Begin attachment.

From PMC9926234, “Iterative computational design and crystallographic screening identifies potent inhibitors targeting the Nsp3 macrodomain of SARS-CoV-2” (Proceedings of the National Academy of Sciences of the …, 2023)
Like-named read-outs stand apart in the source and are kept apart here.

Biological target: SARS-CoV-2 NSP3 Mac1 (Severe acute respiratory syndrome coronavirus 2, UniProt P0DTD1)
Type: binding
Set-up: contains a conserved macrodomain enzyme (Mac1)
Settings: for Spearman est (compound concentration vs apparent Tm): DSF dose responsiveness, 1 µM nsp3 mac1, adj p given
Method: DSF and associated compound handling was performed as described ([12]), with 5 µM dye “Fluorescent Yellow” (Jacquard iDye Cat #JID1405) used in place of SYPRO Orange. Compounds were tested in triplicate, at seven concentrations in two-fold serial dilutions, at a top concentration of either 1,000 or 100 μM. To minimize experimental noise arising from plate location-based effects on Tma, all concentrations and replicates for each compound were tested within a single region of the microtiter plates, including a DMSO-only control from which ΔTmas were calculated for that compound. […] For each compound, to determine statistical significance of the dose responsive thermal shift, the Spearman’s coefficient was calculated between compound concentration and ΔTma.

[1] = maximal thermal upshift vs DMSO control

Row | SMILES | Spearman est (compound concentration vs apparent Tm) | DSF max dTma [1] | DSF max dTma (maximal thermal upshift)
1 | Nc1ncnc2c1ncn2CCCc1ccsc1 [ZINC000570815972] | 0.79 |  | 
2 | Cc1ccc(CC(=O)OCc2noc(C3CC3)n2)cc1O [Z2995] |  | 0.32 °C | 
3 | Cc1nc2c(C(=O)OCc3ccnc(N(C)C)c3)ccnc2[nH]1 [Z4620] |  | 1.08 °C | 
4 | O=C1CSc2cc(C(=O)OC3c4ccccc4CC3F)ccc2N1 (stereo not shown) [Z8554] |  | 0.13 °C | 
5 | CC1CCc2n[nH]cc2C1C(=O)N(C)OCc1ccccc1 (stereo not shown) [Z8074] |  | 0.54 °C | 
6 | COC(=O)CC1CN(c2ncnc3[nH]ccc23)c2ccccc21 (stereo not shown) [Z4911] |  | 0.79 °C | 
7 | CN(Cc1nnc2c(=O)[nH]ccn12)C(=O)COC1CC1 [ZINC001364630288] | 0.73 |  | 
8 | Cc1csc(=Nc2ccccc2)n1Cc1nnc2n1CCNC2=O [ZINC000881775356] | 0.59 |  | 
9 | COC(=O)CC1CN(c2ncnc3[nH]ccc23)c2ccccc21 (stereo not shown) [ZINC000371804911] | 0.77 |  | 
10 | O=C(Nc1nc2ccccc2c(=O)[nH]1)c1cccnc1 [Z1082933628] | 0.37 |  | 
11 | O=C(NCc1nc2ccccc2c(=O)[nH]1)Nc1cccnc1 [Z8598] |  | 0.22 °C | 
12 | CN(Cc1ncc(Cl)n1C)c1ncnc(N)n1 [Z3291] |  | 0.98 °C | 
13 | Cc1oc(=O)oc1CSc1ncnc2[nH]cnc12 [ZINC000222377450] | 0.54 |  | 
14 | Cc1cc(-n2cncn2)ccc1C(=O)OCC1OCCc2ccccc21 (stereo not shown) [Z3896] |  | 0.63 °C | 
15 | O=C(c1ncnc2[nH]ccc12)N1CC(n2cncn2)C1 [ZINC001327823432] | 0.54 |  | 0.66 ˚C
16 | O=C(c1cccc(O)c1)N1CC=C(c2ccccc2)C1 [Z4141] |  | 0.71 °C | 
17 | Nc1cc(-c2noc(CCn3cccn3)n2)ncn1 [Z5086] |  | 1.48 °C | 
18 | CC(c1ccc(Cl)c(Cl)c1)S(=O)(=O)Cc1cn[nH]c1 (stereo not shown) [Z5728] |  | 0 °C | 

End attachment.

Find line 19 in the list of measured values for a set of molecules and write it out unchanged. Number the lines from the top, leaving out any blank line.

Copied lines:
10 | O=C(Nc1nc2ccccc2c(=O)[nH]1)c1cccnc1 [Z1082933628] | 0.37 |  | 